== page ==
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Ravens report card: Offense falters with Clausen


Ravens report card: Offense falters with Clausen

It's time once again to get out the red pen and grade the Ravens after their 34-14 loss to Kansas City, beginning with the offense:


Jimmy Clausen was again serviceable, moving the offense at times and producing a career-high 281 passing yards (26-for-45). Clausen threw two touchdowns, including a Hail Mary, and the pick-six he allowed occurred because his receiver (Daniel Brown) slipped and fell. Clausen doesn't have much to work with, but he operated well and did a nice job running to avoid pressure.


Terrance West (7-35) averaged 5 yards a carry, but Buck Allen learned that the quickest way to John Harbaugh's doghouse is by fumbling. After his second fumble in two weeks, Allen was benched for the rest of the game and finished with 18 yards on four carries. Terrence Magee got his first two carries of the season, totaling 5 yards, but showed little. Fullback Kyle Juszczyk caught a 1-yard touchdown pass among his five catches.


Jimmy Clausen was sacked twice and was hit five times, but this patchwork group held up fairly well against a tough defense. Kelechi Osemele again showed he's capable of playing left tackle, and the Ravens had some moderate success running the ball against the Chiefs' top-10 run defense. Center John Urschel had a few floater shotgun snaps that seemed to disrupt the Ravens timing.


After being shut out last week against Seattle, the tight ends at least contributed this week, with Maxx Williams catching five passes for 31 yards. Williams, though, was called for another penalty, his fifth, tied for the most among offensive players. Tackle James Hurst again worked as a blocking tight end.


Kamar Aiken continues to be one of the few bright spots for the Ravens, and recorded his first 100-yard day with eight catches for 128 yards, including a Hail Mary touchdown and a tough, 30-yard catch that set up the Ravens first score. Aiken (62-802, 5 TDs) has an outside shot for a 1,000-yard season, and has become the Ravens leader in every receiving category. Jeremy Butler (3-60) also contributed, but the rest of the receiving corps was largely invisible. Daniel Brown slipped and fell, leading to the Chiefs pick-six.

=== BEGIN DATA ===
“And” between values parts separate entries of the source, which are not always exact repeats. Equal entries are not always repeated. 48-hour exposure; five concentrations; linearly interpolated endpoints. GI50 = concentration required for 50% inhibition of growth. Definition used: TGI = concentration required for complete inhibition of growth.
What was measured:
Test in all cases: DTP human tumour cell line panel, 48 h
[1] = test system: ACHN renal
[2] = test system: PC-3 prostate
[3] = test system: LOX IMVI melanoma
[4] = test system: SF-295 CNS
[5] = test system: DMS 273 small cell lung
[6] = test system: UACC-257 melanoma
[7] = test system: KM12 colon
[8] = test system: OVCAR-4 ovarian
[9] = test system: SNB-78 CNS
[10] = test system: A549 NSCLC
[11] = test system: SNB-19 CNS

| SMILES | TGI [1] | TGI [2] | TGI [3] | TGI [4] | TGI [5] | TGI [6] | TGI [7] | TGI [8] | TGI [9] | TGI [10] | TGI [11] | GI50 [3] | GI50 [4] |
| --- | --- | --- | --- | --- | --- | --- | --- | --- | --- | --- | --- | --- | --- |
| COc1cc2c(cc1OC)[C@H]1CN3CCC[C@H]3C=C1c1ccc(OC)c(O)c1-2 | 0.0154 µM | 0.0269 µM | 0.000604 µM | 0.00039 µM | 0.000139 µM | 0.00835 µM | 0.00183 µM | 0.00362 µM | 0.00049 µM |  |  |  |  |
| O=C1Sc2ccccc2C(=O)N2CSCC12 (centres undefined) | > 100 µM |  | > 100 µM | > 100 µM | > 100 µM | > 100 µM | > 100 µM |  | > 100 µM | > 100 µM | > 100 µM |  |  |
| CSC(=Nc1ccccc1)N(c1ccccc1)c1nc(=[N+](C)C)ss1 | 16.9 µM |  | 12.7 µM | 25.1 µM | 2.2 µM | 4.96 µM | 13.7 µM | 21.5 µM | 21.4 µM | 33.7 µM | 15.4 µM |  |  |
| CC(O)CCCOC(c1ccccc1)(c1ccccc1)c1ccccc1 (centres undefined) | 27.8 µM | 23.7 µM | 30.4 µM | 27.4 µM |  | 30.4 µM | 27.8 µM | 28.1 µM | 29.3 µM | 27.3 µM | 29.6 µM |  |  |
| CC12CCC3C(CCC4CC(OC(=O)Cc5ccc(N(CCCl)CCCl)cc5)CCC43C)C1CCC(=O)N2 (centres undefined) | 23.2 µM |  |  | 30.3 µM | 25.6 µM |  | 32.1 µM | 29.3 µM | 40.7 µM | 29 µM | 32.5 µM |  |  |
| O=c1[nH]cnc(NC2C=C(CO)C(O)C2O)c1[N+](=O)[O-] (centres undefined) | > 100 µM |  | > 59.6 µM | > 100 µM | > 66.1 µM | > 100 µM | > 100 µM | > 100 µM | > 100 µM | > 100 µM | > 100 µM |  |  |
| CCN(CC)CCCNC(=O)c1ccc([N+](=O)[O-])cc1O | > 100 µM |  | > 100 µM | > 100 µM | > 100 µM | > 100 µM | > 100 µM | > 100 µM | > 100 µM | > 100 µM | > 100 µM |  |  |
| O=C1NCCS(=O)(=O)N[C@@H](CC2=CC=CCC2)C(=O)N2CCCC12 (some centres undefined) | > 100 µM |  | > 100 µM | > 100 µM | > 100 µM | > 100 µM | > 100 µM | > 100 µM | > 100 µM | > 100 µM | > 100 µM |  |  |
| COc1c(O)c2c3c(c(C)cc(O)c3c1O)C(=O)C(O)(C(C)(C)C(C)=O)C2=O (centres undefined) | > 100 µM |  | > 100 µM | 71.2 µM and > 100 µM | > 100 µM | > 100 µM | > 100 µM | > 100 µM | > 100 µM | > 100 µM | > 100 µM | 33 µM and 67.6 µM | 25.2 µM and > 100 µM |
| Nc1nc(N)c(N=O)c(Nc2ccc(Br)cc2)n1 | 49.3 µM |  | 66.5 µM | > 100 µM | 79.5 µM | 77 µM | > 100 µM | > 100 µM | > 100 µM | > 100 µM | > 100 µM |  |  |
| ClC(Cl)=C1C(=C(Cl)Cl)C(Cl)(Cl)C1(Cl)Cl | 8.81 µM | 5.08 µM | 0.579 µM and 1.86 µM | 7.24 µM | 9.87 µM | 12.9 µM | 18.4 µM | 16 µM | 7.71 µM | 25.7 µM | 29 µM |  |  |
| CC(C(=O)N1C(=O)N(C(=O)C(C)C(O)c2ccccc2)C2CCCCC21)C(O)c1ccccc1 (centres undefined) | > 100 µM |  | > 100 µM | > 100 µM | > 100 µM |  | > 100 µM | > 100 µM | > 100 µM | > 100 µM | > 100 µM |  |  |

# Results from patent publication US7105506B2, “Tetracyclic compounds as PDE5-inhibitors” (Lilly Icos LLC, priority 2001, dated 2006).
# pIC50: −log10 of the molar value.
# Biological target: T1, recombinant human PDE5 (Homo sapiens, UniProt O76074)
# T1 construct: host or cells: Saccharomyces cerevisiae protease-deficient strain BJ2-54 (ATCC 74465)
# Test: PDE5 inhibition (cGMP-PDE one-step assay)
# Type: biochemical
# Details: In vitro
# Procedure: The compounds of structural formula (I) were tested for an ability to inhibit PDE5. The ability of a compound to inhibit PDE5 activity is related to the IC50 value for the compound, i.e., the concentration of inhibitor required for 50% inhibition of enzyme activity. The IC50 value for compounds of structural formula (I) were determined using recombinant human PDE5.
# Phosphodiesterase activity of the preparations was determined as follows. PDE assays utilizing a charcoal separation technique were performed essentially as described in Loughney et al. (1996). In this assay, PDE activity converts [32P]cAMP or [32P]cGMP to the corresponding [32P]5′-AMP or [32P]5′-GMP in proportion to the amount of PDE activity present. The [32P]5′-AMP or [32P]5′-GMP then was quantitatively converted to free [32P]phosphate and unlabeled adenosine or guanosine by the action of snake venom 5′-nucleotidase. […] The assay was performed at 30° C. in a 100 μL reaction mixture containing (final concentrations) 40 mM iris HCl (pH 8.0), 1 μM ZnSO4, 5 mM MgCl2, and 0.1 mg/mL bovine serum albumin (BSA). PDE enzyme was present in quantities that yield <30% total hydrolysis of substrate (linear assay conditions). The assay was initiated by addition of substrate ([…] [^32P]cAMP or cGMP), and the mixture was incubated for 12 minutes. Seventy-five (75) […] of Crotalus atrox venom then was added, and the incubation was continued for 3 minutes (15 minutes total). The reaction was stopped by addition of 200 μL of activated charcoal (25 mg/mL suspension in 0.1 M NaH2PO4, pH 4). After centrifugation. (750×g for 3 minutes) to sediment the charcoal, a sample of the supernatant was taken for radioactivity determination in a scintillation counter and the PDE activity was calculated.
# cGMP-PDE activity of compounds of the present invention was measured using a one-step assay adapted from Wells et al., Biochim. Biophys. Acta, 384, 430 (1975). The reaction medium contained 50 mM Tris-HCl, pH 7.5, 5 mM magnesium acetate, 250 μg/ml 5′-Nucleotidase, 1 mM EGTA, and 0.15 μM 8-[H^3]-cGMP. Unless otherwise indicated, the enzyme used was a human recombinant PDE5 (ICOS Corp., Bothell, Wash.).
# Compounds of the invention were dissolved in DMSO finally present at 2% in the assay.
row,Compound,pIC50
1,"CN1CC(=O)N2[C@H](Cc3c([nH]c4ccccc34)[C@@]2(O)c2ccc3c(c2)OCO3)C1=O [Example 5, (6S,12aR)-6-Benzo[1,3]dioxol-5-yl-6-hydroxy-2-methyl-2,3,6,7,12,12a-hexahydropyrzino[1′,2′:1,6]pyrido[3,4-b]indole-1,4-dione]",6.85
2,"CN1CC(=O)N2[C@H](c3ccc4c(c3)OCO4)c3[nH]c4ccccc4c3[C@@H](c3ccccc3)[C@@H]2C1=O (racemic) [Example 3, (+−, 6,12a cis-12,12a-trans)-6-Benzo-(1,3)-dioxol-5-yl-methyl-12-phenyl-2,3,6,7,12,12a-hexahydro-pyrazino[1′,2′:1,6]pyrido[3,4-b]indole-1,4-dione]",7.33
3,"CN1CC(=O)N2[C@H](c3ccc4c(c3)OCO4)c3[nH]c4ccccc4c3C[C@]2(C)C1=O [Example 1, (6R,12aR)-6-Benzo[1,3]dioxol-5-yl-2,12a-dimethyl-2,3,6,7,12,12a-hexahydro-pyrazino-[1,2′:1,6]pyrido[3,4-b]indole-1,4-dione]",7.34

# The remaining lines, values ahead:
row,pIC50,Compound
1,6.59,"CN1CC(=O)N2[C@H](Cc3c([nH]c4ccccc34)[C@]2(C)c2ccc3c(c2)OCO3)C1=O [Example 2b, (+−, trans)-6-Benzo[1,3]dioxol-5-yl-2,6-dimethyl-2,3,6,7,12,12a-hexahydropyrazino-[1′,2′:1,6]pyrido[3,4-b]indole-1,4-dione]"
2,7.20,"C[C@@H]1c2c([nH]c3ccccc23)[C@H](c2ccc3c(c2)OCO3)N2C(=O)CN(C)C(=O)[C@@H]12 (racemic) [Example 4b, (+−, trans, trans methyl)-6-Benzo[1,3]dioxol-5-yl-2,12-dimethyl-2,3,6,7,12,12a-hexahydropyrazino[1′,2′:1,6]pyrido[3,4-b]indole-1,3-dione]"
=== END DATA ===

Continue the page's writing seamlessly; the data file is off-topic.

[RELATED: Chiefs CB celebrates pick-six vs. Ravens with Lewis dance]

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Ravens sign Crabtree to three-year deal

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Ravens sign Crabtree to three-year deal

The Baltimore Ravens have signed WR Michael Crabtree to a three-year deal on Friday according to general manager and executive vice president Ozzie Newsome.

The deal is apparently worth $21 million, according to Adam Shefter.

After being released by the Raiders Thursday following the signing of Jordy Nelson, Crabtree heads to the Ravens less than 24 hours later.


The 31-year-old is coming off a 2017 season when he recorded 58 receptions for 618 yards and eight touchdowns. In 2016 he posted 89 receptions for 1,003 yards and eight touchdowns.